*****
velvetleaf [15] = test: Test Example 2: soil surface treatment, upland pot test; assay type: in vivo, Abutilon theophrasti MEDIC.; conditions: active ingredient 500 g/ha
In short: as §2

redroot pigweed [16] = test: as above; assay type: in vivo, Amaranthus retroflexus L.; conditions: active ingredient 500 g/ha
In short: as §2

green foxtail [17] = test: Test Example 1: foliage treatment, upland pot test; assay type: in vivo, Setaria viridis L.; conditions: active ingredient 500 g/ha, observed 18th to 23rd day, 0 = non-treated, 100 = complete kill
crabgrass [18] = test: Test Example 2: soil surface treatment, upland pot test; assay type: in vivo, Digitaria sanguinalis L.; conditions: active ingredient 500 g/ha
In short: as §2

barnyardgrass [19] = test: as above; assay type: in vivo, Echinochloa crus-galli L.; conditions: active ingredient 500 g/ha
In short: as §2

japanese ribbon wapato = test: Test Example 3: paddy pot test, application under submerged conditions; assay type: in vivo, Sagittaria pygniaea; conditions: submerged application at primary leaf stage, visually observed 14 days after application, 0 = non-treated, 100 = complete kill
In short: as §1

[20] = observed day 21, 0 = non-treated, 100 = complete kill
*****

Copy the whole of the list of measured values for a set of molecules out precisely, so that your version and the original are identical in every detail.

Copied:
velvetleaf [15] = test: Test Example 2: soil surface treatment, upland pot test; assay type: in vivo, Abutilon theophrasti MEDIC.; conditions: active ingredient 500 g/ha
In short: as §2

redroot pigweed [16] = test: as above; assay type: in vivo, Amaranthus retroflexus L.; conditions: active ingredient 500 g/ha
In short: as §2

green foxtail [17] = test: Test Example 1: foliage treatment, upland pot test; assay type: in vivo, Setaria viridis L.; conditions: active ingredient 500 g/ha, observed 18th to 23rd day, 0 = non-treated, 100 = complete kill
crabgrass [18] = test: Test Example 2: soil surface treatment, upland pot test; assay type: in vivo, Digitaria sanguinalis L.; conditions: active ingredient 500 g/ha
In short: as §2

barnyardgrass [19] = test: as above; assay type: in vivo, Echinochloa crus-galli L.; conditions: active ingredient 500 g/ha
In short: as §2

japanese ribbon wapato = test: Test Example 3: paddy pot test, application under submerged conditions; assay type: in vivo, Sagittaria pygniaea; conditions: submerged application at primary leaf stage, visually observed 14 days after application, 0 = non-treated, 100 = complete kill
In short: as §1

[20] = observed day 21, 0 = non-treated, 100 = complete kill